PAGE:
I went spelunking for the first time last week. While I am not a spelunker by any stretch of the imagination, I enthusiastically descended hundreds of feet into California's largest cave complex in support of one of my portfolio companies. The company is called Splunk Technology -- aptly named after the task of debugging complex system failures by "spelunking" log files. Splunk enables IT organizations to more easily traverse the massive IT datasets created by the heterogeneous infrastructure of today's enterprises. In honor of the company's recent financing and launch, Nick Sturiale of Sevin Rosen and I went cave exploring with Splunk's founders, team members and advisors. I am pleased to report that Nick and I lived to tell the tale.
It is fair to say that I took my spelunking very seriously. I suppose that is a bit of a misstatement. I did not take the actual spelunking trip seriously. Anything but. It was all in the name of fun. But it was also very much in the name of team building. And that is serious business. I don't think that I can overstate the importance of community, team work and commitment in a startup. Startups are hard work and take a lot of sacrifice over time. They require teams of people to deeply believe in what they are building and the mission at hand. And in order to engender that sort of commitment to a company, team members have to view it as more than just a job, it has to be personal. To my mind, that is precisely what distinguishes startups from most big companies and what gives startups an unfair advantage.
Over the years I have seen lots of team building activity at startups. There is, of course, the obligatory company t-shirt, sweatshirt, hat, frisbee, pen, USB storage device, cocktail shaker, keychain, temporary tattoo . . . . While I've made fun of the t-shirt culture of Silicon Valley in the past, the truth is that nothing is more affirming than wearing your company colors. I am always hugely encouraged when I visit one of the companies in which I have invested and find people wearing the company gear. It suggests to me that the team is fully engaged -- people aren't just there doing a job, they are there working together in the name of building a great company, and they are literally wearing that commitment on their sleeves. To my mind, company t-shirts are a must have in startup culture.
The beauty of having company t-shirts is that you can then wear them to other team-building activities for your company. Over the years I've seen a wide array of group activities done in the name of camaraderie and corporate culture. Companies have long used ropes courses to challenge teams and force groups of people to work together more effectively. While these sorts of activities can be fun, they are often too contrived to get past the cynicism of Silicon Valley culture (plus, one of the entrepreneurs with whom I work recently nearly broke her knee trying to catch a colleague in a "trust fall" -- it's all fun and games until someone loses her knee). Along the lines of a ropes course, I've known a number of companies to attend cooking classes together. The group prepares a gourmet meal and eats it as a team (usually accompanied by good wine). This activity has always been a winner -- people love to eat and drink and the "be merry" part just seems to follow naturally.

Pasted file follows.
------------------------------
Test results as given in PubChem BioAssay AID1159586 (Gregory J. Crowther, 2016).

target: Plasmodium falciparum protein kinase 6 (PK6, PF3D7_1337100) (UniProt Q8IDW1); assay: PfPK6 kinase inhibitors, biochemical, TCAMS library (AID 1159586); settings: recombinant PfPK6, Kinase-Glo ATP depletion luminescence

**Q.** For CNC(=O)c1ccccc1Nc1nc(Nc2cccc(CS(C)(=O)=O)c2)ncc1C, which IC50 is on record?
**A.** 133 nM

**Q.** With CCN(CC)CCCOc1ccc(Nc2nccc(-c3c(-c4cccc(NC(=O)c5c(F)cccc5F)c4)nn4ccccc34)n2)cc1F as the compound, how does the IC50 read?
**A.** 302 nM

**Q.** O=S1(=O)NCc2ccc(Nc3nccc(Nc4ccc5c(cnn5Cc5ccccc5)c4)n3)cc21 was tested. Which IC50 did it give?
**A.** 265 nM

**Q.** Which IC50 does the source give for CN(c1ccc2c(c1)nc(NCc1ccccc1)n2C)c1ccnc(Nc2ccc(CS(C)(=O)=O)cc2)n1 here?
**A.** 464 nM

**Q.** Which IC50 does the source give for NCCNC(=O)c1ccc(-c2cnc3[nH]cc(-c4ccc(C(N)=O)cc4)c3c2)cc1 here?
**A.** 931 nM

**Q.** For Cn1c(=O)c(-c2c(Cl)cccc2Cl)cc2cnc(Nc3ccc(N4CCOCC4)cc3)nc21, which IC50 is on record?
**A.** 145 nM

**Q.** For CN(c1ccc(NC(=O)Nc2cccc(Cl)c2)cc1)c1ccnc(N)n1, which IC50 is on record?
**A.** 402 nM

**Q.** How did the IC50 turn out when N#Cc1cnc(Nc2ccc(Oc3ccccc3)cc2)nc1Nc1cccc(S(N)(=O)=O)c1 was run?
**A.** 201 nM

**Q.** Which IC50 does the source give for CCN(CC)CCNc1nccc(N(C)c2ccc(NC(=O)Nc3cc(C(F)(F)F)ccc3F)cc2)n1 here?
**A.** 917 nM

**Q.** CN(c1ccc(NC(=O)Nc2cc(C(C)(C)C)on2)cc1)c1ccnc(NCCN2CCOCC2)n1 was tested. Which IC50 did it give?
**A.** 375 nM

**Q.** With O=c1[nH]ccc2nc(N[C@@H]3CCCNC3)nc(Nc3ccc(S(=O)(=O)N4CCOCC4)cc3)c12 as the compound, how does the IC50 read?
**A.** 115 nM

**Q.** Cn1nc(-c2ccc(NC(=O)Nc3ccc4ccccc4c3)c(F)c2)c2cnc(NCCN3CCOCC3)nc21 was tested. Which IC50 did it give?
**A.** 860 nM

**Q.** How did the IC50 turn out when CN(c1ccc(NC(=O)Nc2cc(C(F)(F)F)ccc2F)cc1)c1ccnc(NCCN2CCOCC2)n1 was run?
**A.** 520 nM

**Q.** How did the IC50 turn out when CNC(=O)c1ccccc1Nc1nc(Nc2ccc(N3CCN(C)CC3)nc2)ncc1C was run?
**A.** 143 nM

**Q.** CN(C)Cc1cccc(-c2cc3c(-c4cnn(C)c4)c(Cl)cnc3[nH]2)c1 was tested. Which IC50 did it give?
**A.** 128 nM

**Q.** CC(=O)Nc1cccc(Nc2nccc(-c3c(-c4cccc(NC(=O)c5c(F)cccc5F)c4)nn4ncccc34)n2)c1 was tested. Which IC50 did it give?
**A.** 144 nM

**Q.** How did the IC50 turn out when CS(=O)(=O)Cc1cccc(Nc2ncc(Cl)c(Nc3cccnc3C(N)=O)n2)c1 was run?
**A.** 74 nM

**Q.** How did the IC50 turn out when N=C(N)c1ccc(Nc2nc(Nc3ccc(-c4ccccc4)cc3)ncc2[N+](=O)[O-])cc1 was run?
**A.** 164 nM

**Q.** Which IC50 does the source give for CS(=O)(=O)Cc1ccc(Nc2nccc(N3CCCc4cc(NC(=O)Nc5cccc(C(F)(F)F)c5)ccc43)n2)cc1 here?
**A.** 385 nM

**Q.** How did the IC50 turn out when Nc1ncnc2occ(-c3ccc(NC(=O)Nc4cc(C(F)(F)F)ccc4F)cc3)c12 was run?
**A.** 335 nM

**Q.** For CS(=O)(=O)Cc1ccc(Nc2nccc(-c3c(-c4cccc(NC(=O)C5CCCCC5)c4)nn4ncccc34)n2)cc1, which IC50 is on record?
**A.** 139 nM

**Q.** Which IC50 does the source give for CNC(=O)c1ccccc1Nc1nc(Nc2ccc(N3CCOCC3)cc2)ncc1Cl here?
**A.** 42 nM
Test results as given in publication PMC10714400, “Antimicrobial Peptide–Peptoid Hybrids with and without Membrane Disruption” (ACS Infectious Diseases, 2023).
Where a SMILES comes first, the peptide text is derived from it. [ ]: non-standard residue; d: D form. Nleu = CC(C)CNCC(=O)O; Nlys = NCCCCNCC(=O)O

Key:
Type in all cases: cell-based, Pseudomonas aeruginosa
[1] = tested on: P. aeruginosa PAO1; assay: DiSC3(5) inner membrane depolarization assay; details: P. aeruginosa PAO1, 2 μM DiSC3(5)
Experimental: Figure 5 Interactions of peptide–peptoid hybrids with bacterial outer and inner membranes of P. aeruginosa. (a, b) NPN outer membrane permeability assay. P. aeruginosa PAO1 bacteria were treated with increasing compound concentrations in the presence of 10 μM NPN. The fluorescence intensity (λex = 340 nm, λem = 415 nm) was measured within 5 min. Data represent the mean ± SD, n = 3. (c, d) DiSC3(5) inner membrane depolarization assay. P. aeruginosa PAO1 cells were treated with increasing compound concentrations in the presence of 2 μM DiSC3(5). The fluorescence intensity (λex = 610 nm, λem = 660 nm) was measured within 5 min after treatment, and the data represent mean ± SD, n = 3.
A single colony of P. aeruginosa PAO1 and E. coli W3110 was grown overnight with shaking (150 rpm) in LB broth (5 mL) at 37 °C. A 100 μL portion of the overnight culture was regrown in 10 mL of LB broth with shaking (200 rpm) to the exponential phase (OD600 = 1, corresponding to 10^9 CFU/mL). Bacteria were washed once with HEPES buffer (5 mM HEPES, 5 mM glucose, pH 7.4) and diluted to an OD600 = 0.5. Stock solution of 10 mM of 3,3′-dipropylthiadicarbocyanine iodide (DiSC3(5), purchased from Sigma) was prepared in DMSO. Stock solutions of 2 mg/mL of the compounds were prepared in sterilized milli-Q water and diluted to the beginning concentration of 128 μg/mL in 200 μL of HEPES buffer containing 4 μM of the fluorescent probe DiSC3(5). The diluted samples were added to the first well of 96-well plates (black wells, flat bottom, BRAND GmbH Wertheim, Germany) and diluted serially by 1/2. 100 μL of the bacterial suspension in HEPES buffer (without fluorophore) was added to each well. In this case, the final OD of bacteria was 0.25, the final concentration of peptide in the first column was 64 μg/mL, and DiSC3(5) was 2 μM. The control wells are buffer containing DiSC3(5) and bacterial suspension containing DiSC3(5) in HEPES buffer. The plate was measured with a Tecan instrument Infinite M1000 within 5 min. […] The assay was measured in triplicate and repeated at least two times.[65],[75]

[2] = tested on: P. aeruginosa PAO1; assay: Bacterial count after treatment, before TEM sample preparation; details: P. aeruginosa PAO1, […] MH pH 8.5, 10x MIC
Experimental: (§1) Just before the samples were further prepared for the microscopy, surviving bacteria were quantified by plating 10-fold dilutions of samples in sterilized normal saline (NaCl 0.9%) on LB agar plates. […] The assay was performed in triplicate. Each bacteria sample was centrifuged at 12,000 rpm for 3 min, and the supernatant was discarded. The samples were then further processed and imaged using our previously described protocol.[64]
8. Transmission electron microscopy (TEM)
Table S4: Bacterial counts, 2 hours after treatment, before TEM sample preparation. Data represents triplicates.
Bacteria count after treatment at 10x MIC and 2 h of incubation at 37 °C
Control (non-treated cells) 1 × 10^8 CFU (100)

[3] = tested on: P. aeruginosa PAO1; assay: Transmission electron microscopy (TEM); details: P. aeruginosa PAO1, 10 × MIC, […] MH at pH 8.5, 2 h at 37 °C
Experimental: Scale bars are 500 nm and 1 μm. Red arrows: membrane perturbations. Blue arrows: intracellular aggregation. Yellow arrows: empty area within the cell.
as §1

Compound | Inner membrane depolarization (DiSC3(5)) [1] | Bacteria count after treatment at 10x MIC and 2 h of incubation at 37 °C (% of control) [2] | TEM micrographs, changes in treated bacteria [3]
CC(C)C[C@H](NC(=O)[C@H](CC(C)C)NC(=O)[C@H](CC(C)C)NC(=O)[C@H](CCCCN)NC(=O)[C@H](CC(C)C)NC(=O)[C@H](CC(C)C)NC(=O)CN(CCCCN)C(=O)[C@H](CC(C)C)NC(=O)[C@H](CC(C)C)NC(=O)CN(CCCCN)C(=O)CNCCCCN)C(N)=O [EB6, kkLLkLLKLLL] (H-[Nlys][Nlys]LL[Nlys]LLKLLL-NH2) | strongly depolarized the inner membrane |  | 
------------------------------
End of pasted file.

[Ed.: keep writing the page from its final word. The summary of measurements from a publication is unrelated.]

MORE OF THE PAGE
Outings are another great solidarity builder. One company I worked with rented out a theater on the opening day of one of the Star Wars movies. Needless to say, this one went over big with the geek crowd. As does the Matrix and the Pixar movies. But don't try taking your technology startup to a screening of Enchanted April and expect to get much good will out of it (although you may engender team cohesion around their shear hatred of the movie). I've also known companies to rent out Kart Racing tracks, take cruises around the Bay, go disco bowling, take an outing to Great America and otherwise engage in group activities that we are all probably too old for but still thoroughly enjoy.
The key is to engage the company in some shared activity that brings them together as a group. Depending upon the team and the culture, that activity could be pretty much anything. I work with one company that has a spectacular Halloween decorating competition every year. The company is divided into groups by department and each department decorates its cubicles in a particular theme. As the years have progressed, the themes and decorations have grown more and more complex. Members of each group dress in theme-appropriate costumes, bake theme-related goodies and build massive structures to support their montage. The competition and party around it have come to characterize the friendly and creative culture of the company and ultimately serve to unite a disparate group of people around the shared goal of producing the best company they can. The Halloween competition is both a unifying and defining act for the company, and it has served the company well.
All startups are different. Not all companies could get excited about a Halloween decorating competition, or a spelunking trip for that matter. But all corporate cultures have unifying characteristics that can be strengthened through some group activity or other. There is no question that rappelling deep into a cave and crawling around its bowels with lighted helmets has brought the Splunk team closer together. It won't guarantee that they build a better platform for managing IT infrastructure but it will help the team to work together, united around that goal. I just pray that my next investment isn't in a company called SkyDive Systems or Bungee Enterprises.